Hearing that you have cancer for the very first time is a shocking experience. It leaves you dumbfounded, confused and scared. Chances are you know very little about your disease, other than what you have heard in the media, or experienced through friends or family. I know that when I was first told that I had leukemia, the only thing that I knew for sure was that it was a blood cancer and that I may need a bone marrow transplant. I had hours and hours of waiting in the emergency room, before even seeing a doctor, and then after I saw him, I still knew little more than I had when I was first admitted.
Fortunately my computer arrived later that evening and I was able to begin my research. Hopefully, if you are newly diagnosed, my experiences will be able to help you to know what to ask and what to expect. Of course these questions are based on my diagnoses of chronic myelogenous leukemia, but I am sure that they would apply for many other diseases and cancers.
Here is a list of many questions that you will want to ask your doctor:
1. What stage is my Chronic Myelogenous Leukemia? Chronic, Accelerated or Blast Crisis
2. What are my best treatment choices? Chemotherapy, leukapheresis, Gleevec, Tasigna, Sprycel and/or a Bone Marrow Transplant? These treatment choices are all a possibility and are sure to differ from patient to patient, stage to stage, doctor to doctor.
3. What are the expected benefits of each treatment?
4. What are the risks involved in each treatment?
5. What are the side effects of each treatment?
6. How will these treatments affect my daily life?
7. How will these treatments affect my overall well-being?
8. How much damage will these treatments and medication do to other parts of my body?
9. Should I consider clinical trials?
10. What clinical trials are available to me?
11. What are the chances of my cancer returning or progressing to a more serious stage?
12. What are my chances of being cured?
13. What are the chances of me developing another type of cancer?
14. What changes should I make in my current lifestyle?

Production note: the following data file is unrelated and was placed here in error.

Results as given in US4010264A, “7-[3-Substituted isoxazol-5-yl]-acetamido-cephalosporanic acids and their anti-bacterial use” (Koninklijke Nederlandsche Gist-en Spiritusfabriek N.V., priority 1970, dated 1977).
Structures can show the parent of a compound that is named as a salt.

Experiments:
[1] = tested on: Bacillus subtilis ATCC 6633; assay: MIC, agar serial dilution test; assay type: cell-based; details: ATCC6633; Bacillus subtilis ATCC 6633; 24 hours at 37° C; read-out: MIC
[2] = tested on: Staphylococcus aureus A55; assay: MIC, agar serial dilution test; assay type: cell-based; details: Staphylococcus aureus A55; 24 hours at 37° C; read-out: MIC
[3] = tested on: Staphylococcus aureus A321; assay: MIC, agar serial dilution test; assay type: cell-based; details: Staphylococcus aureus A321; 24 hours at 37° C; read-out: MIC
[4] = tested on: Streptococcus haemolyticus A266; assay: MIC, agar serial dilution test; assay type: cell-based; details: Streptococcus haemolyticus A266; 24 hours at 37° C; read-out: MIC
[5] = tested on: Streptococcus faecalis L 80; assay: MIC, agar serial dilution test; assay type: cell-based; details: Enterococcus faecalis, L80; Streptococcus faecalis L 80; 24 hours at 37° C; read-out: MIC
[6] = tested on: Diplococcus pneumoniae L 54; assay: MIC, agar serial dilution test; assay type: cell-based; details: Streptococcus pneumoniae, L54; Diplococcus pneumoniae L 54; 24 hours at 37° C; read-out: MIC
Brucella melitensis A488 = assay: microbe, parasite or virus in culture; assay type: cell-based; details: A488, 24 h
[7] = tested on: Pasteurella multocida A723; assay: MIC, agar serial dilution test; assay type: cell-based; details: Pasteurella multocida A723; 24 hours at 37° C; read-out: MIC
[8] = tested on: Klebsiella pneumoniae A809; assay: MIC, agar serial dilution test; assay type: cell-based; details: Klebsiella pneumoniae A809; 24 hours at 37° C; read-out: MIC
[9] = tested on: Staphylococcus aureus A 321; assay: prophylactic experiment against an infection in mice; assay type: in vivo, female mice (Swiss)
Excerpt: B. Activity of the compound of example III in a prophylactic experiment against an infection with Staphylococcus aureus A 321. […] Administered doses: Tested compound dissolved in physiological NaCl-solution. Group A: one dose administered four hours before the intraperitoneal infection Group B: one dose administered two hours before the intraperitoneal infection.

15. Should I follow a specific diet?
16. Am I allowed to ingest over the counter medication along with my treatment?
17. What symptoms should I report to you?
18. How often will I need to see you?
19. Are you available by email?
20. Is financial help available for the cost of my prescription?
21. Are there support groups?
22. How many CML patients have you treated?
23. What do I do if I miss a dose of my medication?
24. Who do I report my side effects to?
25. Where can I go for more information about my treatments and CML?
26. What are the chances that my CML will progress to a stage that I will need a bone marrow transplant?
27. At what age is one considered “too old” to receive a bone marrow transplant.
28. Is it better to have a transplant donor ready and available “just in case” or should we just cross that bridge when we come to it?
29. Do I need to take “extra” precautions regarding my health?
30. Can I travel? In the country? Out of the country?
31. Is CML going to kill me or am I going to die with CML?
32. Will I ever feel “normal” again?
33. Is there support for my family members, friends and care givers?
I know that some of these questions are probably ridiculous and not necessary and I know that there may be many others that I will either come up with at some point or have totally forgotten; so, if you have questions that you would like to add to the list…..Just let me know!
Also have a look on What is your PCR? from the Max Foundation - there are many questions that the Max Foundation and IcmlF have put together
Add questions to the list if female - female hormone questions - heavy bleeding; marina coils, ablations, hysterectomy.